Herbert scored five points during the first five races, but actually lost speed after his first race. He could not qualify at the Canada Grand Prix and Benetton's team management decided to replace him. Herbert got the drive at Tyrrell at the end of the season. He qualified in sixteenth at Spa-Francorchamps where he was almost half a second faster than teammate Jonathan Palmer. Herbert's last race of the season took place in Portugal, but he could not qualify on the Estoril circuit as he was two-hundredths too short to be faster than Eddie Cheever in pre-qualifying. Herbert decided to drive in Japan in 1990 and 1991 signing a contract with Mazda for the 24 hours of Le Mans. In 1991 he won the legendary race in a team with Volker Weidler and Bertrand Gachot. It was the first victory for Mazda at the 24 Hours of Le Mans and it broke the years of dominance of Jaguar and Tom Walkinshaw Racing.
Lotus and transfer to Benetton
As a teammate of Mika Hakkinen, Herbert was respectively able to keep up with the talented Finn. In 1993 and 1994 Herbert had excellent years with the ailing team. In 1993 he seemed on his way to a podium at Interlagos, however Michael Schumacher passed him in the last lap. Schumacher would then become his teammate at Benetton at the end of 1994. Herbert was given preference over Jos Verstappen after the European Grand Prix at Jerez. In 1995 he bagged four podium finishes with Benetton, including two victories. During his home race at Silverstone, Herbert gained from the accident between Schumacher and Hill to win the race. Herbert did it again during the Italian Grand Prix at Monza. In the 1995 season Benetton became world champion by the manufacturers and Herbert had a large part in this. With 45 points he finished fourth in the championship. Yet Herbert had to make way for Ferrari drivers Berger and Alesi at the end of 1995. He signed with Sauber, where he scored a podium in Hungary in 1997. The biggest victory had to come then. During a bizarre and unreal race at the European Grand Prix at the Nürburgring, Johnny Herbert won the race in his Stewart Ford despite starting from 14th. That victory on 26th September 1999 was the last F1 victory that Johnny Herbert scored in his career.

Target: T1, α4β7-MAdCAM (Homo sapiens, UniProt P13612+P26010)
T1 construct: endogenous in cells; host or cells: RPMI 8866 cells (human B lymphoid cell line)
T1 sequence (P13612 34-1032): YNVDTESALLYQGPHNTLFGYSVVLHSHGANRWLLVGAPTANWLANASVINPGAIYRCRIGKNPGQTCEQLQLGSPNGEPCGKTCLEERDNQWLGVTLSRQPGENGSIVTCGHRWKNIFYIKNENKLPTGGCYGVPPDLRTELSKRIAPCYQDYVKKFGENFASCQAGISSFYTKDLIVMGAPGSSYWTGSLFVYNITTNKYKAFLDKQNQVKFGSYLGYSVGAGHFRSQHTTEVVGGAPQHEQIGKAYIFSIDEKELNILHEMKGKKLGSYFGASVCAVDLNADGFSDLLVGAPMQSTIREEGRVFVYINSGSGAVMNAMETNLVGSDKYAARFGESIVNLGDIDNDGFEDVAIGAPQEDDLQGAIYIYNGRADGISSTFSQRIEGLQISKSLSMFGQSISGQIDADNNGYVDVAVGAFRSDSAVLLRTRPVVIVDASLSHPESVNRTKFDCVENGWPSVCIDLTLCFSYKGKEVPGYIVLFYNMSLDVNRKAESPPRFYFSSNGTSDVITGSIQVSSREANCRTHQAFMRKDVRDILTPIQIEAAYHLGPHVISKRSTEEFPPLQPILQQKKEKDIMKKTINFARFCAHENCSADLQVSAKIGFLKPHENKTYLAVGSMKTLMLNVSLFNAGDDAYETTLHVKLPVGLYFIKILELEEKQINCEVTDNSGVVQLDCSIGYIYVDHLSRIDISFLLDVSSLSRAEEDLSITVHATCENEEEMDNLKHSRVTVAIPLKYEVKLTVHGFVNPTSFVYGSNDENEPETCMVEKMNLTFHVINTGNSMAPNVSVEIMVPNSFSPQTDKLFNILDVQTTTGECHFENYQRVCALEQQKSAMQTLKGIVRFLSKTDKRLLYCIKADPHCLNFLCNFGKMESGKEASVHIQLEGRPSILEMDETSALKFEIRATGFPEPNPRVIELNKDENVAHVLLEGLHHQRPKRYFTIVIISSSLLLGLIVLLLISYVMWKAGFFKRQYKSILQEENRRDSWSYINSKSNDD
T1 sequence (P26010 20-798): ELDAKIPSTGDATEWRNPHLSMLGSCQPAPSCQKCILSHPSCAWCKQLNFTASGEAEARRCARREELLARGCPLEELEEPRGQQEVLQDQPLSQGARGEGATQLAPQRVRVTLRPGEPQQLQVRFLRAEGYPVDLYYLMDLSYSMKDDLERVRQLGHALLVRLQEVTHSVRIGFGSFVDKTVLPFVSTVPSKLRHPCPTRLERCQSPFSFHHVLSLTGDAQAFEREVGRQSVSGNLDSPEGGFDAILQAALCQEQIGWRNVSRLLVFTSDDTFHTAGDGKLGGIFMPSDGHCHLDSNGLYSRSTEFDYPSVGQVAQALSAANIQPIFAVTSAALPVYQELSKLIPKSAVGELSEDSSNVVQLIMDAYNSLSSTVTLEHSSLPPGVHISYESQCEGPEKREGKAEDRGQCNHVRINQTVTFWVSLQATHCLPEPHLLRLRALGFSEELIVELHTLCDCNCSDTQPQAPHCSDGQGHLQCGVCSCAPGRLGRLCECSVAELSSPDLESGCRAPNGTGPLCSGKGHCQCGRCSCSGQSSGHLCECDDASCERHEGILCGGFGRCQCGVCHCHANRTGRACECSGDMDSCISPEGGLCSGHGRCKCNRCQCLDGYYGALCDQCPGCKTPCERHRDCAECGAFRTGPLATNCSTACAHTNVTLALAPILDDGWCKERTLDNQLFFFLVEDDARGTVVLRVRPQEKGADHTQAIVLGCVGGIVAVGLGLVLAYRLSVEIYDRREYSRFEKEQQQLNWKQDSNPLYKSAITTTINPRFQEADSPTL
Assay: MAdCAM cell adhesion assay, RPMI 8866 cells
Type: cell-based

Yet you could argue that his greatest win came a little more than ten years earlier. Herbert had returned from a hopeless position, without a working right foot, back to the goal he always had: becoming a Formula 1 driver.